To put the questions in context…Back when Agent of Change was first published — by which I mean 1988 — publishers actively discouraged writers and their cover artists from speaking to each other. It was felt, by the publishers, that writers weren’t artists, had no idea what image would sell a book; and would just confuse the artist if they started talking about what the characters looked like, or what the setting was, or what the most interesting scene in the book was.
The publisher had a marketing department and an art department to address these matters. The Art Director gave instruction to the artist, who pretty often hadn’t read the book, but who worked off of either a synopsis of the scene the Art Director wanted, or who were provided with a portion of the book to give them a feel for the story and/or characters. I think we’ve discussed the fact that Mr. Hickman was given exactly half of Agent of Change to work from — and he was one of the lucky ones. As we were, when we got recognizable characters standing in a street we had described on the cover of our novel.
This was not, I repeat, the norm.
The prevailing thought at that point in publishing history was that what was on the cover of the book and what was inside the book really didn’t have that much to do with each other. It was the art’s job to tell potential readers what kind of story was lurking between the covers. By the late 1980s, covers were getting a little more representative of content, though still tilted toward SF’s perceived market — 14 year old boys.
Let me say here that we’ve been very fortunate in our covers over the years. Starting with Mr. Hickman’s portrayal of a Big! Freaking! Turtle! and a woman in fighting leathers that were actually functional, pulling a gun that she seems to know how to use, with a scarf tied around her arm exactly as we had described it! The male lead is possibly even golden-skinned, as described — it’s hard to tell in the underlighting.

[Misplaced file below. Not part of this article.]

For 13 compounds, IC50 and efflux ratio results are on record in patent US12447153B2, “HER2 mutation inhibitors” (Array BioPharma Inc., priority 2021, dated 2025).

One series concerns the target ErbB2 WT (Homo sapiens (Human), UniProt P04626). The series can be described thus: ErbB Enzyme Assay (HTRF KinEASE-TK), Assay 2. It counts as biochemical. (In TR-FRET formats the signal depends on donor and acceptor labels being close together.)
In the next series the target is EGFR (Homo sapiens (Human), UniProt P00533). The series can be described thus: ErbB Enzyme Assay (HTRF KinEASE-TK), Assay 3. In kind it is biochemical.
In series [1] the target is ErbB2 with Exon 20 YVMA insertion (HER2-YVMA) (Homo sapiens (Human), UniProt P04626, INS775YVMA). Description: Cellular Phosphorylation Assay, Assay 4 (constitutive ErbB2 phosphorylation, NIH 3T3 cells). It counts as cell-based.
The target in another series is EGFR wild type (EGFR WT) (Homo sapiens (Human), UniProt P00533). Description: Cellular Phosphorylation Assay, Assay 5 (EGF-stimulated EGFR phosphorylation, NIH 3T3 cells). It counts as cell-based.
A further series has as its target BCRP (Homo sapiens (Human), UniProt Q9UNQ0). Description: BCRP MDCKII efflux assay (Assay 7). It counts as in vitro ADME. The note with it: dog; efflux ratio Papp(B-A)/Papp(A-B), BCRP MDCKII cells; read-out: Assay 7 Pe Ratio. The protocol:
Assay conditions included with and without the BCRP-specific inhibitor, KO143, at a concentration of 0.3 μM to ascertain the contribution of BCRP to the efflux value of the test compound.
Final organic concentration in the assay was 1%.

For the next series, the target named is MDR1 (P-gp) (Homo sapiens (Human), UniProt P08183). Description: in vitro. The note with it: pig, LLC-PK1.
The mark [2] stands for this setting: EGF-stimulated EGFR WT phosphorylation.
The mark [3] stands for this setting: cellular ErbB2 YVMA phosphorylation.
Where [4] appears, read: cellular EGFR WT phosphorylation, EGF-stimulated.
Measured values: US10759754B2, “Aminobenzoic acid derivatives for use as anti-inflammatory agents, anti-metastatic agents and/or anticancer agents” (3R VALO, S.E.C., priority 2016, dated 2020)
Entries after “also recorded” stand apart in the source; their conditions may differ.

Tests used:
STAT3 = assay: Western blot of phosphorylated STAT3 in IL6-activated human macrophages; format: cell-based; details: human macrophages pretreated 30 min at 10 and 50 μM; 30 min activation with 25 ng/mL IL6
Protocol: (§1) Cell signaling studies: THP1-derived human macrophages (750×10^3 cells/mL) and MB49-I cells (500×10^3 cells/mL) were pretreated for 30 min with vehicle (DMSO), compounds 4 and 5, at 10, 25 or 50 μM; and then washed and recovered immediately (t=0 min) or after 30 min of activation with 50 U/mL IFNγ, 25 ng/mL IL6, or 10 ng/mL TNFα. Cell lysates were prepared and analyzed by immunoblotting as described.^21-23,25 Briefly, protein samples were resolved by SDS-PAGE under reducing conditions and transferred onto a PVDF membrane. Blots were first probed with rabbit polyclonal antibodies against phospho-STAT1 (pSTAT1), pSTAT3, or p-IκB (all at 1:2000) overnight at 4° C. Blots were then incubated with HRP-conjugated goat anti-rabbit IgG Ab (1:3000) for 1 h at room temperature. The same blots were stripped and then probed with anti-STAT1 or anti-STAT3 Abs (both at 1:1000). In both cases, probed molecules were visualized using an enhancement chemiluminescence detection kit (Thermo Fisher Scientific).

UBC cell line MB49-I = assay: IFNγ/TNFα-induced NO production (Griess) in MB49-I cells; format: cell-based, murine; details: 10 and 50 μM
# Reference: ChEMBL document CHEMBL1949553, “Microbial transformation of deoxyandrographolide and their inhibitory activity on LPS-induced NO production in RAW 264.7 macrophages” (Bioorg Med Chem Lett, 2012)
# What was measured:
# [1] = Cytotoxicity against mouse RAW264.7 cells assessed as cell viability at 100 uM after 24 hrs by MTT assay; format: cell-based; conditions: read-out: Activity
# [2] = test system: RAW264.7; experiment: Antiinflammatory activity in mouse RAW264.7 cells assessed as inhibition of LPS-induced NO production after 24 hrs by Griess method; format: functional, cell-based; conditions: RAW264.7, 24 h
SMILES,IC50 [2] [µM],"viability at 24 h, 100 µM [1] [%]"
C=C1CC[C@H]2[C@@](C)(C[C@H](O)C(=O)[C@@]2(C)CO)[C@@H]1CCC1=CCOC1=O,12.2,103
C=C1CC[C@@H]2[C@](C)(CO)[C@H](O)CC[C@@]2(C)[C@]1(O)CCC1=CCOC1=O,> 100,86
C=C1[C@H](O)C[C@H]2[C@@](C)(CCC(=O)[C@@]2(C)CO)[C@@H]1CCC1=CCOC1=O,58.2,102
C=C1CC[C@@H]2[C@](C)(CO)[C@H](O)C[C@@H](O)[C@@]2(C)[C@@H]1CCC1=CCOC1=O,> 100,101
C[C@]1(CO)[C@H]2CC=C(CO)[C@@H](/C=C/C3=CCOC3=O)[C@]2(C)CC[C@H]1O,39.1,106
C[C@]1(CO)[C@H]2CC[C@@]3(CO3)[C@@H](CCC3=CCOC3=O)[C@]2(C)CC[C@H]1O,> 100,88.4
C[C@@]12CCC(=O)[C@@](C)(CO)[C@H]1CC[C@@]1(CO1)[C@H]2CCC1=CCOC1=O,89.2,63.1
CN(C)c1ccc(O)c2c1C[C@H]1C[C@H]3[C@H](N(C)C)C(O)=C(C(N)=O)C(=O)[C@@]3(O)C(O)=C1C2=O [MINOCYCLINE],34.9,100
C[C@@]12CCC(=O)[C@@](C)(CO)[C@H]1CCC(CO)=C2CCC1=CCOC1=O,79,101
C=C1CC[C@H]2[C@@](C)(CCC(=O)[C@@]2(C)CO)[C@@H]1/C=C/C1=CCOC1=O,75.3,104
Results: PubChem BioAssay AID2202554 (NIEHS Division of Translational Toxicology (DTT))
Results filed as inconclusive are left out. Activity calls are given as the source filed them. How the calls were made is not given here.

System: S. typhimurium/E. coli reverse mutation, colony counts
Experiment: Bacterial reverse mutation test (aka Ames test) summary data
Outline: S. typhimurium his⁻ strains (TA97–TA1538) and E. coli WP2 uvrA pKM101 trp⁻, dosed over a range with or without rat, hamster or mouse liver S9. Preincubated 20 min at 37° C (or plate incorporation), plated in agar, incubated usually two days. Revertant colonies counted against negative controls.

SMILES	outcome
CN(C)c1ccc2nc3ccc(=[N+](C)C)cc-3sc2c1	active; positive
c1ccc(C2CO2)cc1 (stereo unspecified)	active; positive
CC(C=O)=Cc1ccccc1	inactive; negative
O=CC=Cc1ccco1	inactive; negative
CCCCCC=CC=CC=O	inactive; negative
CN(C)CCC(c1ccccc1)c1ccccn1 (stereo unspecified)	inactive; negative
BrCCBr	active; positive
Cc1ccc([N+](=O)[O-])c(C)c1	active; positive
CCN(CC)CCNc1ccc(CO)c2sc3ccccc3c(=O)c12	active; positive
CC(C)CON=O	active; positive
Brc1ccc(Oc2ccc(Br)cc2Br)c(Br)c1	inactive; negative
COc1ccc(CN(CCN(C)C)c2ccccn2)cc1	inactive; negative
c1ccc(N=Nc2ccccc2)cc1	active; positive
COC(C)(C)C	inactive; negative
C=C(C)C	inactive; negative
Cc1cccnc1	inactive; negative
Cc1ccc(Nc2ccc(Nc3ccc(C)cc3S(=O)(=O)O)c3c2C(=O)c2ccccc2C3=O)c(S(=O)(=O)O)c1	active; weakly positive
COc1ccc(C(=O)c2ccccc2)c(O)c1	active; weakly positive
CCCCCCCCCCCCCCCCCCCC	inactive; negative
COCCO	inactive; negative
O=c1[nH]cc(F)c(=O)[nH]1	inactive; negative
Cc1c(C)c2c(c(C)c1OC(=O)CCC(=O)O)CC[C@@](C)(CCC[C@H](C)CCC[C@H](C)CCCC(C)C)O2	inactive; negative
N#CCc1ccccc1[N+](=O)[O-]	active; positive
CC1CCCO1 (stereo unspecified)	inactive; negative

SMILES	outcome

There are a few of our covers that I’m not in love with, but, for the most part, characters we’ve described as brown — Meripen Vanglelauf, Jela, Shan, Nelirikk — or golden-skinned — Val Con (who also became Asian for a run of covers, that being the result of the authors talking to an artist who had been in Vietnam, and knew exactly what golden-skinned people looked like), Aelliana, Daav, Er Thom — or pale — Theo, Miri — have been painted as described.
Do the characters look exactly as I see them in my head? No, of course not, though some renditions have come closer than others.
Do I expect the covers of our books to accurately reflect the characters as described? Well, yes, within a range; after all, I wrote those descriptions for a reason.
When a cover falls outside that “range” is it a horrible cover?
Well, no…not necessarily.
Case in point: The covers for the Carousel books. I adore these covers, despite that I have no idea who the humans depicted are meant to be. They’re great covers — dynamic and intriguing, and true in a way that mere accuracy can’t convey. They’re covers that really ought to sell me some books.
So, with all that being said, here are my questions:
1. Do you, as a reader, expect that cover art will accurately reflect the accompanying novel?
2. Do you become upset when/if it turns out that the cover does not accurately represent:
2a. The main character
2b. The setting
2c. The kind of story inside the covers
3. In 2, above — which misrepresentation bothers you the most? Why?
4. If you are upset about inaccurate covers, how do you think change can be effected?
4a. By writing to the author
4b. By writing to the publisher
4c. By boycotting authors and publishers who publish inaccurate covers
4d. Nothing will change, so why try?
5. Other thoughts on the topic? Tell me!